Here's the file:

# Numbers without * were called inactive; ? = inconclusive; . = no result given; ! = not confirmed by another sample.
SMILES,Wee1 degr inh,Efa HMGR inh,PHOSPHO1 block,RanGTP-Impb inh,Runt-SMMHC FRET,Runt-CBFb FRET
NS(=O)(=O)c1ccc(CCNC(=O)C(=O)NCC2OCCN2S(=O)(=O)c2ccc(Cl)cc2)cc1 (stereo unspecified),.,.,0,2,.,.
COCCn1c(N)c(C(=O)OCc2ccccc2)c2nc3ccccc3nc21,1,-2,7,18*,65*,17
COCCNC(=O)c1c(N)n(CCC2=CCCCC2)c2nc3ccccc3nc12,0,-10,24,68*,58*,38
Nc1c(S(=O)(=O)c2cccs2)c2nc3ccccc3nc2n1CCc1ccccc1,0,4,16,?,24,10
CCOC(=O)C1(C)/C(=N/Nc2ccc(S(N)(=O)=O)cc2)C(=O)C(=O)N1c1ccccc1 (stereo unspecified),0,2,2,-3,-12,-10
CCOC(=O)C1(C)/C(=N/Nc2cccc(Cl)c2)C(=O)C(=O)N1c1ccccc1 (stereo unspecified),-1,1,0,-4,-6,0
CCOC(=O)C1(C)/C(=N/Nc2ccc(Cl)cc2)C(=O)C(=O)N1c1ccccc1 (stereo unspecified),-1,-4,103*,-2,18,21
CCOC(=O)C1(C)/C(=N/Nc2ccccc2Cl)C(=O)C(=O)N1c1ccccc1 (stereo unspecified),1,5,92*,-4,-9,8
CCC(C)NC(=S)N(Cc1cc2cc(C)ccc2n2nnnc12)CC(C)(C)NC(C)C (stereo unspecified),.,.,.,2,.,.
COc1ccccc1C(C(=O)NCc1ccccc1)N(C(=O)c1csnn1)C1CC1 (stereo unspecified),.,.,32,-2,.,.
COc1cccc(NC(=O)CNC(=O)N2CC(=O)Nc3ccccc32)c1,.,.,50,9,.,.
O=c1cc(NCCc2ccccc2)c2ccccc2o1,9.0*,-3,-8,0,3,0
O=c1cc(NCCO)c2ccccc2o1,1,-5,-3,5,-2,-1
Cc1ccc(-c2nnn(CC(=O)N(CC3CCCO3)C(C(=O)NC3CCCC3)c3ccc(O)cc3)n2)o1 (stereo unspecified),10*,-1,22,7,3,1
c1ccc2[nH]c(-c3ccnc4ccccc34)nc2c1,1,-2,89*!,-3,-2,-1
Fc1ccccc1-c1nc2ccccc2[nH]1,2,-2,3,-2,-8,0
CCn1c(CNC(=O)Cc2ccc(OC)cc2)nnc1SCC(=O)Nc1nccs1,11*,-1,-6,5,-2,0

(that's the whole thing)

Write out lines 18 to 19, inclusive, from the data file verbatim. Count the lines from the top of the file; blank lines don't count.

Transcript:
Fc1ccccc1-c1nc2ccccc2[nH]1,2,-2,3,-2,-8,0
CCn1c(CNC(=O)Cc2ccc(OC)cc2)nnc1SCC(=O)Nc1nccs1,11*,-1,-6,5,-2,0